With an increasing threat from new players, banks are being pushed to change. As their traditional services get commoditized, those that will survive and thrive will be those that successfully move from catering to the pure transactional financial needs of a customer to purposefully integrating services to engage customers’ holistic requirements around a topic or life stage. An example of this is a home loan provider partnering with a property dealer to become the one-stop-solution for a customer’s housing needs.
Banks and Financial Institutions are suitably investing in their innovation strategies to get there, as seen in various cases across the globe and as corroborated by research findings.
To power this innovation, investment in emerging technologies has also seen a significant upturn. According to the Infosys and EFMA research, traditional technologies such as Security, Data Analytics, and Cloud currently score higher on the investment priority of organizations when compared with disruptive technologies such as Blockchain, Artificial Intelligence, Robotics, and the Internet of Things. However organizations are also investing in these, testing them in specific but varied scenarios across the industry.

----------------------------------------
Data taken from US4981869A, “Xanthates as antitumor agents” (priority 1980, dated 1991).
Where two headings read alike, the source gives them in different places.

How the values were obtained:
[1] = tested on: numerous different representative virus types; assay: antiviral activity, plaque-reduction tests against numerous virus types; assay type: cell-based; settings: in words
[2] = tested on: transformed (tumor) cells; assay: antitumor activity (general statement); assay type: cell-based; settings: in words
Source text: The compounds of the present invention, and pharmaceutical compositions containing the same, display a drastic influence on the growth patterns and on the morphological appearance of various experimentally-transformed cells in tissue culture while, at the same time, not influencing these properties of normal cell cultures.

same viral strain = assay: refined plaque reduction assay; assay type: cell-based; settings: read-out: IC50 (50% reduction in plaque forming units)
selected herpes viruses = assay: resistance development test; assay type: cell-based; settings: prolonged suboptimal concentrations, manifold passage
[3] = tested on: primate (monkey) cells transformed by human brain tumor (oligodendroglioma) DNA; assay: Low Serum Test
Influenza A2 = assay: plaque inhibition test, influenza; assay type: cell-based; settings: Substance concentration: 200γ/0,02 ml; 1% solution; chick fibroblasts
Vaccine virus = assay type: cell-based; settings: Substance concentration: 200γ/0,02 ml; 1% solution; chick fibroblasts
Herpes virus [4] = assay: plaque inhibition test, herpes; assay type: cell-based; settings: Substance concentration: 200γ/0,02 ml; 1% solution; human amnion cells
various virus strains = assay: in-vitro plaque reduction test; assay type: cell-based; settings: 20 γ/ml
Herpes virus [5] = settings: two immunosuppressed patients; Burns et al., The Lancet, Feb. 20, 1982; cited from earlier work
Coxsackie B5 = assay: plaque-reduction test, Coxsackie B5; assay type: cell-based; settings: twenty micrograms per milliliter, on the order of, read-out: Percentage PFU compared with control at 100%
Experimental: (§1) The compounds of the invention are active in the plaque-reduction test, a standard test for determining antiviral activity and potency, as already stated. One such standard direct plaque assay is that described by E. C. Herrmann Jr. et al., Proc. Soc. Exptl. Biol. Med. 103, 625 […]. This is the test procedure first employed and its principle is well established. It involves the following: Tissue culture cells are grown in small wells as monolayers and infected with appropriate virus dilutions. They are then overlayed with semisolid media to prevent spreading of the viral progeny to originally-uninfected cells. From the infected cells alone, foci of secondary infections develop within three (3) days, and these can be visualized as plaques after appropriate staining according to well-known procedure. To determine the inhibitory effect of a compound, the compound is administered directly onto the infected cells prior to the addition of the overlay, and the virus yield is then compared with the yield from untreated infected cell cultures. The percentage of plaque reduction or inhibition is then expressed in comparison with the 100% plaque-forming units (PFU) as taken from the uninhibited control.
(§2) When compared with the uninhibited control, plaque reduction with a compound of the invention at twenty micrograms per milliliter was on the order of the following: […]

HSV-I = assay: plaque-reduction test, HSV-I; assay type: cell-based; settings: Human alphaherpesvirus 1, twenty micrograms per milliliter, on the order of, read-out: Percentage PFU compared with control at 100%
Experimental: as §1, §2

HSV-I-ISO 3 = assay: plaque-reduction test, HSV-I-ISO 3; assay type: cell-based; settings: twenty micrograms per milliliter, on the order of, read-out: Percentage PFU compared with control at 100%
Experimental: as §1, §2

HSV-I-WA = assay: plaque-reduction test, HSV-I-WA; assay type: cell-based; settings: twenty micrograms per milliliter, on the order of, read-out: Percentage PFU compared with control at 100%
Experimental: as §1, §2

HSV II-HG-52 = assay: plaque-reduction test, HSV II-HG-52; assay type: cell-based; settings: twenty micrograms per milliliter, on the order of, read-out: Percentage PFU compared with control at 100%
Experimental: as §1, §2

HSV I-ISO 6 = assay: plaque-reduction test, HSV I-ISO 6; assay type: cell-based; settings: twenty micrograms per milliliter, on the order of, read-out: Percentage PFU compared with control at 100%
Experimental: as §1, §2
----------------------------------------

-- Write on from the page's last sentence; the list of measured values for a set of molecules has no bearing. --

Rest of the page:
• AI and Machine Learning are witnessing abundant application in customer service enhancement through chatbots and in fraud management.

  • RPA has been successfully employed for automation of alerts and notifications in several organizations.

  • IoT is being used for debit / credit card security and in voice-first transactions.

  • Although in its early days, Blockchain is already being used for digital identity management, smart contracts and international remittances.

These technologies are expected to further augment change. In the race to provide greater personalization, banks of the future will continue to harness the potential of ever-increasing data assets through advanced analytics. At the same time these organizations will need greater cybersecurity expertise to safeguard data assets and lastly, the importance of cloud technology is key, supporting the storage needs of real-time access and analysis of data. This group of technologies provides the backbone for the disruptive times to come.

Do AI technologies question the basis of humanity?

Working in Information technology in this era of technological disruption makes this a bitter sweet moment in time for me – incredibly interesting for the technology professional in me while incredibly confusing for the thinking human in me!

Wondrous AI